Still five films in 18 months, that’s incredible. I’m assuming they were all shooting at different times.
Yeah, all different times but overlapping in terms of pre-preproduction. As soon as a director asks me to be with them, I’m really happy to engage them no matter if I’m working or not because, when a director is making a movie, it’s the most important thing that they’re doing in their lives and I like to show the spirit that I’m committed and involved just as much as they are.

Is there a type of collaboration with directors you prefer? What is your ideal situation?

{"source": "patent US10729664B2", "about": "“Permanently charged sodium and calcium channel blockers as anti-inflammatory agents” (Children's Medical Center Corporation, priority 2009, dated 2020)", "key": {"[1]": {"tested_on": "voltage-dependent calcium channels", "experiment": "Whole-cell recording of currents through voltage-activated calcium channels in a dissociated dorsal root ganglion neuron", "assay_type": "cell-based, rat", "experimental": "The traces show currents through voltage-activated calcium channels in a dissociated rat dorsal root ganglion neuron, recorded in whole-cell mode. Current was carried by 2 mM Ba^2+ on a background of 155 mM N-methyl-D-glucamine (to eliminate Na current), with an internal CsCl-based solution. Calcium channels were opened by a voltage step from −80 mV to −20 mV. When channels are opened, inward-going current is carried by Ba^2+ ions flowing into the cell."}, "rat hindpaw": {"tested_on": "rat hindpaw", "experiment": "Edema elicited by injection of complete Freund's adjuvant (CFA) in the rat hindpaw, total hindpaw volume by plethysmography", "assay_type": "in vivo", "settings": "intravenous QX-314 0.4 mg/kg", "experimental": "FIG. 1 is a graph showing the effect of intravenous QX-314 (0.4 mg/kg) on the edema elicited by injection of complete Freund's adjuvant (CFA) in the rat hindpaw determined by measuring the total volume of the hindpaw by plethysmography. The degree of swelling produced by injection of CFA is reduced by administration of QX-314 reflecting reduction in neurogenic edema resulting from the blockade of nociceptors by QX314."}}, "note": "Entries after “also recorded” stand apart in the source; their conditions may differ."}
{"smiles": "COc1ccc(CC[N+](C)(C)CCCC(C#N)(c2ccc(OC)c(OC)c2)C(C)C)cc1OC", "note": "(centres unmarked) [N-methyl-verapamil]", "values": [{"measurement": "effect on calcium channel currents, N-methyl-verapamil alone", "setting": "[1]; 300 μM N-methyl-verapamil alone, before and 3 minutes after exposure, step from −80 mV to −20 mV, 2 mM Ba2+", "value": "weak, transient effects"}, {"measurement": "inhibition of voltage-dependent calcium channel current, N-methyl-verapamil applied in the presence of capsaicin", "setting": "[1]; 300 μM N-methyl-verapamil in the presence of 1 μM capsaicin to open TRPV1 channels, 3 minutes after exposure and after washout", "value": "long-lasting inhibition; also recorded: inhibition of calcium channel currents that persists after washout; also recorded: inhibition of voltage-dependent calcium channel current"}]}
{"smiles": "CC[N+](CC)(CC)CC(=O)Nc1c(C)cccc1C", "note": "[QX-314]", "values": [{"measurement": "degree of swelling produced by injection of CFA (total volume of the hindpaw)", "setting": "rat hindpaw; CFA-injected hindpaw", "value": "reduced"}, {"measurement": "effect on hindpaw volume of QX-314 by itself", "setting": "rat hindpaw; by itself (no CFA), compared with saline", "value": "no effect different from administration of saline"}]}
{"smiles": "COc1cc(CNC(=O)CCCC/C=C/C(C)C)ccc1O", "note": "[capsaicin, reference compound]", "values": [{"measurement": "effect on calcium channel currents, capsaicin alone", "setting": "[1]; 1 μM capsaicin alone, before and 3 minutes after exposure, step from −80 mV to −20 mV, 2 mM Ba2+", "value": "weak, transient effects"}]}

Yeah, to me paramount to the relationship with a director is my understanding of the narrative – what are the narrative objectives of the story? That’s primarily what I’m concerned about. What attracts me to do a movie is the story, along with my curiosity for how human beings operate, human behavior. So I sit down with a director and before we talk anything about visuals, I really want to understand, ‘Okay, what are you trying to say? What is the purpose of telling this story?’ And then we can start breaking things down scene by scene, what is the integral component of the scene this narrative accomplishes. ‘Oh, to show the alienation of this character? Great.’ So now we start talking about alienation and how can we fit that visually, compositionally, lighting-wise, lens perspective – all these kinds of things – color. Let’s talk about those things in terms of supporting that narrative element.